Chinese director Chloé Zhao, who recently won the Golden Globes for Nomadland, is working on her next feature film: Eternals. But the filmmaker is controversial in China. We tell you everything!
Chloé Zhao, referred to as a “traitor”
Since Nomadland’s Golden Globes triumphed a few days ago, Beijing-born director Chloé Zhao has made headlines on all tabloids, both in the US and in China. From the independent cinema, the director of The Rider was quickly noticed and wooed by Disney, who entrusted her with one of its most important projects: the film Eternals, which is slated for November 3, 2021.
This is not the first time Disney has entrusted directors with films that have made their lines in independent cinema. We particularly remember Anna Boden and Ryan Fleck, the co-directors of Captain Marvel. And it’s clear that Chloé Zhao’s choice for Eternals was pretty wise: the director’s win at the Golden Globes will no doubt attract the attention of critics and viewers, even the most reluctant.
While it is impossible for a studio with a big blockbuster to abandon the Chinese market, it appears that exploiting eternals in China is facing some difficulties. And for a good reason! Chloé Zhao lives in the United States and is currently at the center of a major controversy in her country of origin as old words have resurfaced.
As China celebrated Zhao’s Golden Globe victory, a 2013 interview in which the filmmaker declared that China “is a place where lies are everywhere” deeply shocked Chinese public opinion. Especially since the director confided in a subsequent interview that “the United States [sont] now their country. “Now considered a ‘traitor’, the director in China no longer smells of holiness.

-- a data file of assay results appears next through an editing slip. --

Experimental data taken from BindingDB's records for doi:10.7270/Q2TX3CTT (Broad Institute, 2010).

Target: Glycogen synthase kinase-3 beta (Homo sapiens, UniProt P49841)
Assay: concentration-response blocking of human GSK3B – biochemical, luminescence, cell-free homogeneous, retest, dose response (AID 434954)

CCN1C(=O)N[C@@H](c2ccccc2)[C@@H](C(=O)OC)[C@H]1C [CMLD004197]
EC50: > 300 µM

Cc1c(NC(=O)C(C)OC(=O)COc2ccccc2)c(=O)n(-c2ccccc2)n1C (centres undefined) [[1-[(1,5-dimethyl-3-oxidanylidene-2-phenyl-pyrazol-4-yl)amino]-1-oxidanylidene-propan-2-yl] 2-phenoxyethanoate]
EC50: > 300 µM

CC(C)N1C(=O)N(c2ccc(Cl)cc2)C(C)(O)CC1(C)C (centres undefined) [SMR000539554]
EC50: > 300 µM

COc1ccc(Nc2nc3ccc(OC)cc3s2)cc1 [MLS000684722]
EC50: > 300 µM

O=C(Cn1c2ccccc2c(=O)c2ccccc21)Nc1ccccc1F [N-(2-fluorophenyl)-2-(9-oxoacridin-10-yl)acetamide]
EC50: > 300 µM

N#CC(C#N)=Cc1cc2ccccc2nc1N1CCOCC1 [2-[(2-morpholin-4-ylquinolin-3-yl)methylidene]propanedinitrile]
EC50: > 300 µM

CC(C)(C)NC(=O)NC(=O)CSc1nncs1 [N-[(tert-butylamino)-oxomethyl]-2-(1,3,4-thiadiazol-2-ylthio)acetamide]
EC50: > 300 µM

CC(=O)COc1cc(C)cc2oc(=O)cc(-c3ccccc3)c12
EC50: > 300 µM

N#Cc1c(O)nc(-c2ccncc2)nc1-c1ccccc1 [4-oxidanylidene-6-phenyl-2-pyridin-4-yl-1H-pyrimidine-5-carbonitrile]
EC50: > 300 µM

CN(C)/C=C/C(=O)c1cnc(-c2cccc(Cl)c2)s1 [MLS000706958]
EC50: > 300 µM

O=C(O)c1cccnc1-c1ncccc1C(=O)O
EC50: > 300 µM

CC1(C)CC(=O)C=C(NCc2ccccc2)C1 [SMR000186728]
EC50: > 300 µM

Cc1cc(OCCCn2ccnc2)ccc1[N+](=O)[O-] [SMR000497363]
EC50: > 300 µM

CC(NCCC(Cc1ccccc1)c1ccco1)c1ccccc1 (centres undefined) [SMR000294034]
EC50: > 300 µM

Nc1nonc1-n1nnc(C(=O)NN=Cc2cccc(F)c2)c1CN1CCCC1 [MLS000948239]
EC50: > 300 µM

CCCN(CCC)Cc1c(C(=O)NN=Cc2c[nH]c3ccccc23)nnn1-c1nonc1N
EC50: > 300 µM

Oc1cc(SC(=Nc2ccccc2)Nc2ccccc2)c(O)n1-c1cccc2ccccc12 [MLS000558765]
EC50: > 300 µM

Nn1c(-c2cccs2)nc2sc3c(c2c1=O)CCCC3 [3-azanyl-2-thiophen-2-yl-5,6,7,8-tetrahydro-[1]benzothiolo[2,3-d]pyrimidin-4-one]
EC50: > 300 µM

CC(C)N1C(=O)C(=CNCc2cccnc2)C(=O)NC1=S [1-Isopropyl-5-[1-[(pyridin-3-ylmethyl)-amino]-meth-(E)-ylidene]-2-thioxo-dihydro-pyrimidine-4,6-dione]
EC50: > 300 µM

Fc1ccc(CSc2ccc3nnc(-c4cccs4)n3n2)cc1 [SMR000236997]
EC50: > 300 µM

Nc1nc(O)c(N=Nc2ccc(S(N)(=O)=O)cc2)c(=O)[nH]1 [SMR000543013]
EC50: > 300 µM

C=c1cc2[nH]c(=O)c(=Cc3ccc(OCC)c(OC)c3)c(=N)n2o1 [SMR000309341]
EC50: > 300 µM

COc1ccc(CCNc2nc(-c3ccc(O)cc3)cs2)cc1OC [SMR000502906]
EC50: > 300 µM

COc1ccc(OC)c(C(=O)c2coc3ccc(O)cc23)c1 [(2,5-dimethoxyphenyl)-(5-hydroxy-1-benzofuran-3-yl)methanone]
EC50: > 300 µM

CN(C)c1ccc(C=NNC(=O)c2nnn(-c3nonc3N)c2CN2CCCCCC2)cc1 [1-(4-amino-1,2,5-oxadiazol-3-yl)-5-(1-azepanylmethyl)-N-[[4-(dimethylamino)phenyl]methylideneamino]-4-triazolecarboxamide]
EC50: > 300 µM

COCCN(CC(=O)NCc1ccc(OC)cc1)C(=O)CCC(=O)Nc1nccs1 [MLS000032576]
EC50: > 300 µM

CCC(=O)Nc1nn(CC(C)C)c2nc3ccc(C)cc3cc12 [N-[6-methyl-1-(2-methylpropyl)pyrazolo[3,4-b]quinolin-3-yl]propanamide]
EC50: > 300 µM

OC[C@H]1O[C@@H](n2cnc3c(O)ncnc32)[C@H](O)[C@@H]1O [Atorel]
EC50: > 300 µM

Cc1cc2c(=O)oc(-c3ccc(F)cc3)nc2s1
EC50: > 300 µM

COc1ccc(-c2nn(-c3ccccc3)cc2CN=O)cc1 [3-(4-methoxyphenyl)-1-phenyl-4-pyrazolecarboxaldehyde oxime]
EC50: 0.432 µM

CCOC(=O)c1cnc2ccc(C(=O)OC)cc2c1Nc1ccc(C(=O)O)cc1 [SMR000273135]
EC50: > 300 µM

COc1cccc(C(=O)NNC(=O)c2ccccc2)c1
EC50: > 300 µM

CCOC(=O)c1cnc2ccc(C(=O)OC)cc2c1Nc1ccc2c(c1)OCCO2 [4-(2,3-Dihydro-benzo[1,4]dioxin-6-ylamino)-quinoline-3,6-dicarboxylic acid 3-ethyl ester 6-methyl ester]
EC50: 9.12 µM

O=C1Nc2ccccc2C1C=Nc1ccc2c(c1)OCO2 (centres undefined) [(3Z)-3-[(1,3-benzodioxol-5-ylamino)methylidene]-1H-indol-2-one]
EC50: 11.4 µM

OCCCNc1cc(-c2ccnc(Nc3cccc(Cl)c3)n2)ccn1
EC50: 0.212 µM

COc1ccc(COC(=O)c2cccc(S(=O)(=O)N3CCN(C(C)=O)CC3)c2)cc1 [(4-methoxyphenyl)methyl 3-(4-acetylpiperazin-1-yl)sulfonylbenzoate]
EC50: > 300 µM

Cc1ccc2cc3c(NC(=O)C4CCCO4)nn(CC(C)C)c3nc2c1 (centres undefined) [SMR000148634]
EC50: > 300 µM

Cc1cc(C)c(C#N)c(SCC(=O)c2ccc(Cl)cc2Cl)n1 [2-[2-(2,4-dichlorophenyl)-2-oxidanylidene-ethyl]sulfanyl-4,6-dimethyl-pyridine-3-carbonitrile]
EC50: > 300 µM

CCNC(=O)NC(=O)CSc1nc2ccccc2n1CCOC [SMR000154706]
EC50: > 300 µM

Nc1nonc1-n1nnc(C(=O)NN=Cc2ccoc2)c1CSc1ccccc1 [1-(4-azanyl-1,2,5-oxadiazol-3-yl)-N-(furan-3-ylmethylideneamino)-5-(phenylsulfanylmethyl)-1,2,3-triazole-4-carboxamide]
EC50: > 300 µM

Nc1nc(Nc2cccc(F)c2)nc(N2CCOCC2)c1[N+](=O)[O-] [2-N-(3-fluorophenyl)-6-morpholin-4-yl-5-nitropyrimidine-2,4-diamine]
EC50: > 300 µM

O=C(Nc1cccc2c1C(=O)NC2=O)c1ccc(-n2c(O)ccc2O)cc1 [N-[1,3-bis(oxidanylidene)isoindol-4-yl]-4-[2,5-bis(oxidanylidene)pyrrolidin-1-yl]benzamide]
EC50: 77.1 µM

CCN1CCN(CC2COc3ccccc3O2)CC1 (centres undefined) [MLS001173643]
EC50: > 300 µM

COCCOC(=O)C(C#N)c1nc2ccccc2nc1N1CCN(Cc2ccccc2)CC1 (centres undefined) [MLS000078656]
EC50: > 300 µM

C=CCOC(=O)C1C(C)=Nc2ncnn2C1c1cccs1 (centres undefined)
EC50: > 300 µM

According to Variety, the director’s latest film will be censored in China. The feature film planned for April 23, 2021 in China has disappeared from the agendas of Chinese cinemas. In addition, the hashtag “#Nomadland” has disappeared from the Weibo social network. Will it be the same for eternity? Disney needs to be prepared for any eventuality. Especially since the Nomadland example shows that it is not the purpose of the film that matters, but that of the director. That concern is shared by the New York Times, which states that Chloe Zhao’s words can become “an Achilles’ heel for the movie and for Marvel in China”.
Of course, if the strong nationalism promoted by the Chinese government is responsible for the complicated situation that the Nomadland and Eternals films find themselves in, we must not forget the context of the economic war that the United States and China live in. The two countries have understood the interest of the cinema as a soft power that allows political ideas to penetrate the population. As such, it’s not uncommon to see anti-American commentary in Chinese films, such as Wilson Yip’s cult Ip-Man saga. There is no doubt that the Chinese government will do its utmost to ensure that the director’s anti-China remarks do not “parasitize” Chinese public opinion.